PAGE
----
2009-03-16 Comments on EPA DTS Document/woozle

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Carlin's arguments seem to depend on a fairly detailed understanding of climate. He is an economist, so it seems unlikely that he would have this knowledge -- but in the interest of scientific democracy, it's certainly possible to take a look and see what he is claiming.

His thesis seems to be that the greenhouse gas/CO2 hypothesis is broken, and therefore AGW is wrong. He lists 7 objections, any one of which (he claims) refutes the GHG/CO2 theory.

Starting in on his list of of objections:

1. Lack of observed upper tropospheric heating in the tropics (see Section 2.9 for a detailed discussion).

Section 2.9 starts out with the claim that "Computer models based on the theory of GHG/CO2 warming predict that the troposphere in the tropics should warm faster than the surface in response to increasing CO2 concentrations, because that is where the CO2 greenhouse effect operates."

However, he provides no references for this claim. Is it true? There's no way to tell. Since he's not an expert in the field, he must have read it somewhere specific (rather than absorbing it from, say, discussion with colleagues) -- and if this is truly fundamental to AGW theory, then it seems important to show this fact.

Nonetheless, I was able to find a refutation of this point here:

http://scienceblogs.com/illconsidered/2009/08/the_missing_hotspot_misses_the.php

Strike One.

2. Lack of observed constant humidity levels, a very important assumption of all the IPCC models, as CO2 levels have risen (see Section 1.7).

Section 1.7 discusses the implications of two quite recent papers (both 2009, so less than 3 months old when Carlin was writing), but does not seem to explain how such recent work constitutes a clear anomaly in the AGW hypothesis, much less completely damning (as he claims). He presents the work as authoritative -- but AGW certainly does not depend on any such recent work.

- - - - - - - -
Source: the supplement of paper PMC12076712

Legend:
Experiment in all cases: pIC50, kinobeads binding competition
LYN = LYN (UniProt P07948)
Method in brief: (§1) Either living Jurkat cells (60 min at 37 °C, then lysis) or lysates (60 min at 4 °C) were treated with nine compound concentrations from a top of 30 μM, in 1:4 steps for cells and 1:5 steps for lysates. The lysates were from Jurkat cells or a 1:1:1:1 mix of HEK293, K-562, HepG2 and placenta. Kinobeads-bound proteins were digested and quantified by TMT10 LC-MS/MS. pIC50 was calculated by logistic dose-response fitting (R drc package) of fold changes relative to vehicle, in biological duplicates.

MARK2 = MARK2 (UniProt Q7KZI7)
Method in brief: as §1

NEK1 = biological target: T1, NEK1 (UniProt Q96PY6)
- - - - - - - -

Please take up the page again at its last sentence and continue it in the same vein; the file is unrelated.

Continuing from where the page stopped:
A more sensible approach would have been to (re-)present the argument given in those works -- on its own merit -- and then give the papers credit for thinking of it.

Not that it's impossible, but his explanation seems to be more intended as a Chewbacca argument (overwhelm the reader with input until they throw up their hands and "let the Wookiee win") than a sincere objection.

Also: is Theoretical and Applied Climatology (the source of the first of the two articles, Paltridge 2009) a reputable journal? I couldn't find anything about it in Wikipedia. Its official web site appears to be here:

http://www.springerlink.com/content/101580/

...but the page numbering for 2009 (January is pp 1-221, March is 223-422) is not consistent with the page numbers given in the citation for the article (pp 1434-87).

Strike Two. (A little digging: It seems to be in the October issue, pages 351-359: http://www.springerlink.com/content/m7674162066g/?sortorder=asc&p_o=10 Content currently subscriber-only, so I can't check it out in more detail.)

3. The most reliable sets of global temperature data we have, using satellite microwave sounding units, show no appreciable temperature increases during the critical period 1978-1997, just when the surface station data show a pronounced rise (see Section 2.4). Satellite data after 1998 is also inconsistent with the GHG/CO2/AGW hypothesis.

Section 2.4 does not seem to explain why 1978-1997 is a critical period, nor does it give any sources for the surface temperature data or the satellite data which supposedly contradicts it; his sole source for these claims would seem to be a paper by fellow GW-denialst Don Easterbrook.

The statement about "no appreciable temperature increases... 1978-1997" does not appear to be meaningful; there were a couple of significant swings during that fairly short time period, but the larger data still shows a clear upward trend. See this graph:

http://www.globalwarmingart.com/wiki/File:Satellite_Temperatures_png

The 1998 claim is addressed here:

http://scienceblogs.com/illconsidered/2006/04/warming-stopped-in-1998.php

Strike Three. OUT.

Just glancing through subsequent paragraphs, this claim jumped out at me: "The idea that warming temperatures will cause Greenland to rapidly shed its ice has been greatly diminished by new results indicating little evidence for the operation of such processes."

Umm... wrong?

2009-09-24 NASA Ice Satellite Maps Profound Polar Thinning

Somewhat earlier, but more Greenland-specific:

http://www.nasa.gov/home/hqnews/2006/feb/HQ_06066_Greenland_ice_melting.html

Just on the basis of that statement alone, I would have to presume that this guy is willfully ignorant of what's going on around him, much less the fine details of climate science.